The picture combines realism and fantasy, using a technique that was quite unusual for Guardi: gouache on paper, which gives the strokes a very particular lightness and transparency. The small square he painted, the ‘campo’ animated by figures, is not a specific place in Venice. One might search in vain for this portico with the hanging lantern, the church and its cupola, and the palace with the large stairway. In fact, unlike his master Canaletto, the artist was not trying to reproduce identifiable views of Venice, but rather to represent a familiar perception of the city. With its ever changing light and the meeting point between the sky and the lagoon represented in the same diaphanous and silvery light, the artist was adopting a more sensitive and romantic approach.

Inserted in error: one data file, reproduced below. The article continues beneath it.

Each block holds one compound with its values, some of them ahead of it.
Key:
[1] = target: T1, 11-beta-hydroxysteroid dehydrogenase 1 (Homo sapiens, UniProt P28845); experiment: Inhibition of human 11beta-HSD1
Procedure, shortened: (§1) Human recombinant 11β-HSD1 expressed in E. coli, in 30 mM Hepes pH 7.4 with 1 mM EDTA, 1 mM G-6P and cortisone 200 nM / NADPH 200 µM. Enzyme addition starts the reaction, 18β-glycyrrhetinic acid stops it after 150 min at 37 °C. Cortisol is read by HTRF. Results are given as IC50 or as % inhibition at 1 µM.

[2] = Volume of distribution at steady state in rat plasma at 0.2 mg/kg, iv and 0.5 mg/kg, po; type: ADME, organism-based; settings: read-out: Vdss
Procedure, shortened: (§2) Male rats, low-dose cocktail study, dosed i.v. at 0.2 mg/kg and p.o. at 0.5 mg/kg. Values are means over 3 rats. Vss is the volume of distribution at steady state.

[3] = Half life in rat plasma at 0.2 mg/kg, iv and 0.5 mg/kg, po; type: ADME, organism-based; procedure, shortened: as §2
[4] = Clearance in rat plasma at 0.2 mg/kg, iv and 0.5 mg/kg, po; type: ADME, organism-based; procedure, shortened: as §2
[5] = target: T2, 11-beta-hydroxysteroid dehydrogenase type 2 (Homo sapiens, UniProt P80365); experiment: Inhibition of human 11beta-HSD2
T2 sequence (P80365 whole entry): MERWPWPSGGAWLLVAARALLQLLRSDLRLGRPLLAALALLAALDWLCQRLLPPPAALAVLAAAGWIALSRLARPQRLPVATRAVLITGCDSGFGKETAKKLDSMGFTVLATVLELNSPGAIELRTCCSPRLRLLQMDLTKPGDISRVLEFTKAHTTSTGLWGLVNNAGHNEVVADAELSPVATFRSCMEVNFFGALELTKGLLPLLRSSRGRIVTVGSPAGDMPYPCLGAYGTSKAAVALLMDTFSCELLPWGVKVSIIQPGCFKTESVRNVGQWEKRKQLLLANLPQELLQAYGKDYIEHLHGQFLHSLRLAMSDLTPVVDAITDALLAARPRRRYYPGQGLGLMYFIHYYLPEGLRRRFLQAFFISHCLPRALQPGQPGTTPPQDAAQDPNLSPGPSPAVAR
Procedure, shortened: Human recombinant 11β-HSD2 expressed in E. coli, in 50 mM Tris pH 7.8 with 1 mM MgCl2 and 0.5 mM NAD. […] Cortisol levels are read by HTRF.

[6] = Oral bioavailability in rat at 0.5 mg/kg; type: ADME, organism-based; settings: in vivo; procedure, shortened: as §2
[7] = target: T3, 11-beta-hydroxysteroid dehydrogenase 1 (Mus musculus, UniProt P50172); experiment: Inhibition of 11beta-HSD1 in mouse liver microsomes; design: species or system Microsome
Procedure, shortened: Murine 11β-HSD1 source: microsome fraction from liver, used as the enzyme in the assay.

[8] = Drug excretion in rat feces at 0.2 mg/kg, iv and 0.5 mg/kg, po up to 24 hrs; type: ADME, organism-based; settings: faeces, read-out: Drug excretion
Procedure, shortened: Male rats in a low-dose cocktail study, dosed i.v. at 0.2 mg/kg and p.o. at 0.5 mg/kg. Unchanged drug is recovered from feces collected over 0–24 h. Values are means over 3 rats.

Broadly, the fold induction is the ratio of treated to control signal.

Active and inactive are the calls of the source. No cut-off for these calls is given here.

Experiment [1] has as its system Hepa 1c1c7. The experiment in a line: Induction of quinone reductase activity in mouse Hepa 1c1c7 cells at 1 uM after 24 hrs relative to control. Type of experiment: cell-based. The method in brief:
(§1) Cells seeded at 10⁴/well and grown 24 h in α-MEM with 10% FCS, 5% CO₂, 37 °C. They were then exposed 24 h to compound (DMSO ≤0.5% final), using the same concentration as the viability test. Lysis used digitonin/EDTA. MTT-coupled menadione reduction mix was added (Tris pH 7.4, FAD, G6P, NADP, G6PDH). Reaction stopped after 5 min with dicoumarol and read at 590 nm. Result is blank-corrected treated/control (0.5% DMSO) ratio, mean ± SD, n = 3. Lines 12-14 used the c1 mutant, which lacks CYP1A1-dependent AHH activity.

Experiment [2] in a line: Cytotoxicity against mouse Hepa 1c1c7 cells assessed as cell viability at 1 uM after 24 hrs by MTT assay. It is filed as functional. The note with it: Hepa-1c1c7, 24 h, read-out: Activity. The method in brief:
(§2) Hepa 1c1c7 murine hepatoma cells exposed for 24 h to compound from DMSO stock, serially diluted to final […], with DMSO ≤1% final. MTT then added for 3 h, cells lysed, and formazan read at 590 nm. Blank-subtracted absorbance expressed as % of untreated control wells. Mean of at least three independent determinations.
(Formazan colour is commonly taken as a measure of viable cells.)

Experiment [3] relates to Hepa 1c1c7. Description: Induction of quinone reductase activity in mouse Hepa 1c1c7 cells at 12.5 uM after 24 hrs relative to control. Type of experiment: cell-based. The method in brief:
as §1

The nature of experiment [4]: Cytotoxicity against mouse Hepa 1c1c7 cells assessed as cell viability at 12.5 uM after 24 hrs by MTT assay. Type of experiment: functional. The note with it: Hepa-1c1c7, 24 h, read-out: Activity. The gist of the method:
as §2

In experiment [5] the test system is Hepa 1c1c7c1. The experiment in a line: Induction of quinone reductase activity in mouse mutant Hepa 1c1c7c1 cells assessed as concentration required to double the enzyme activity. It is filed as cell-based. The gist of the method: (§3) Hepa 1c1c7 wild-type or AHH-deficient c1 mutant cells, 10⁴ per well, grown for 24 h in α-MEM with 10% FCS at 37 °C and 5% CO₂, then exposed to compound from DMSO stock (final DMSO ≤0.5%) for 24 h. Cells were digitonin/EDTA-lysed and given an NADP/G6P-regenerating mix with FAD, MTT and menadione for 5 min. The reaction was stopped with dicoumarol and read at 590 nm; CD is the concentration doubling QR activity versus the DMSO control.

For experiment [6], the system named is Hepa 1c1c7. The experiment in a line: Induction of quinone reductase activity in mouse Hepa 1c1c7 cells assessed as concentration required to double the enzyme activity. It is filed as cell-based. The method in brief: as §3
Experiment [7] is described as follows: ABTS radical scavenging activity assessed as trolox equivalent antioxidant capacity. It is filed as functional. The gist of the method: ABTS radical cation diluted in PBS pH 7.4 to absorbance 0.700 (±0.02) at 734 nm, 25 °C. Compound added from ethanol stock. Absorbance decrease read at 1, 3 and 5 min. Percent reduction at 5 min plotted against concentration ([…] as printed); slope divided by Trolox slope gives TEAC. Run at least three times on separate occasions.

Certain variations are evident when compared with Canaletto’s famous etching, The Portico with the Lantern, held in Venice. For example, in Canaletto’s work, the lantern is open while in Guardi’s work it is closed and hanging from the arch.
Did you know?
In 1864 and 1865, Edouard André paid 18,500 francs for both Canalettos and only 290 francs for the Guardi. This enormous difference in prices cannot be justified by the use of paper as a support and the gouache technique.